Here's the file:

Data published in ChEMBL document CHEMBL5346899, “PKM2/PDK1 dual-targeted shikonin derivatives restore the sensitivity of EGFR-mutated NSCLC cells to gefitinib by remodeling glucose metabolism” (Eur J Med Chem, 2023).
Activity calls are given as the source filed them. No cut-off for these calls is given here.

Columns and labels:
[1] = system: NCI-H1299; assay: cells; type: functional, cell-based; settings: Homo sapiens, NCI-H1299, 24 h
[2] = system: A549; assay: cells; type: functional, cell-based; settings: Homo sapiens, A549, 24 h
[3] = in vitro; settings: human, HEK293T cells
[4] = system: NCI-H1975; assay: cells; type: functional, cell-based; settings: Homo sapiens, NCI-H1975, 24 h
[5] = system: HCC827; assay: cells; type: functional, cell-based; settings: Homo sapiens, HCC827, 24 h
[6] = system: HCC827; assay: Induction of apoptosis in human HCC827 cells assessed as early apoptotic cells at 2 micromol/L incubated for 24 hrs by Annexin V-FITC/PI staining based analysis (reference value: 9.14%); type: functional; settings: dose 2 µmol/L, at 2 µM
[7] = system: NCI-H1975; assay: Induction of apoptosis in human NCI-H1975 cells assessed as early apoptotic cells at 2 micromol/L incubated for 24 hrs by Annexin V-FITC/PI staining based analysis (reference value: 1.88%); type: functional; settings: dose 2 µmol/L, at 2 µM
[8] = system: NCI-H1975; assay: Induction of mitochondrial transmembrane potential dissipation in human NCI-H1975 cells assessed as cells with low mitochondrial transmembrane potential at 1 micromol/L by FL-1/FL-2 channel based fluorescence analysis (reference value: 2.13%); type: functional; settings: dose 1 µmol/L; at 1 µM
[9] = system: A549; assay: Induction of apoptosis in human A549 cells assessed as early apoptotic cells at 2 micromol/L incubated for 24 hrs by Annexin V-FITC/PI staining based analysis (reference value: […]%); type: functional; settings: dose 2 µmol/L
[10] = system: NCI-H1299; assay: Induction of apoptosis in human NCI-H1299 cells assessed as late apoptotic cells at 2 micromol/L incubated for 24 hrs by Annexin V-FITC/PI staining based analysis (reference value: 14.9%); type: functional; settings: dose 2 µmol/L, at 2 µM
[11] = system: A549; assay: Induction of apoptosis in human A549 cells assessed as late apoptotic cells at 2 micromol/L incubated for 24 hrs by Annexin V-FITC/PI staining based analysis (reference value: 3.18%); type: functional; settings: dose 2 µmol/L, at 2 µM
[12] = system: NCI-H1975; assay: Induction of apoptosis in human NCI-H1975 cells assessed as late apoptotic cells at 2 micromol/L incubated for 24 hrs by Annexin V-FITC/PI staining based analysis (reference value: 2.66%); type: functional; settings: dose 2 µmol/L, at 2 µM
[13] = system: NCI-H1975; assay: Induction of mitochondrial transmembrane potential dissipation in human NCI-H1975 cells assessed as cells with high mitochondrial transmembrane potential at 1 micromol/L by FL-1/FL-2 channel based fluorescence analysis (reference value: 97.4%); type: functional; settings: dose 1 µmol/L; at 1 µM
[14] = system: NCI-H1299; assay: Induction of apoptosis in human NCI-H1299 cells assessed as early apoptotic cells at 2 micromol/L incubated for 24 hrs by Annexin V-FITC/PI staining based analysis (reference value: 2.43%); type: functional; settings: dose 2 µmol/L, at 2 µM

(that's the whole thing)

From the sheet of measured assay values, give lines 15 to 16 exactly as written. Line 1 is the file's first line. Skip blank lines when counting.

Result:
[12] = system: NCI-H1975; assay: Induction of apoptosis in human NCI-H1975 cells assessed as late apoptotic cells at 2 micromol/L incubated for 24 hrs by Annexin V-FITC/PI staining based analysis (reference value: 2.66%); type: functional; settings: dose 2 µmol/L, at 2 µM
[13] = system: NCI-H1975; assay: Induction of mitochondrial transmembrane potential dissipation in human NCI-H1975 cells assessed as cells with high mitochondrial transmembrane potential at 1 micromol/L by FL-1/FL-2 channel based fluorescence analysis (reference value: 97.4%); type: functional; settings: dose 1 µmol/L; at 1 µM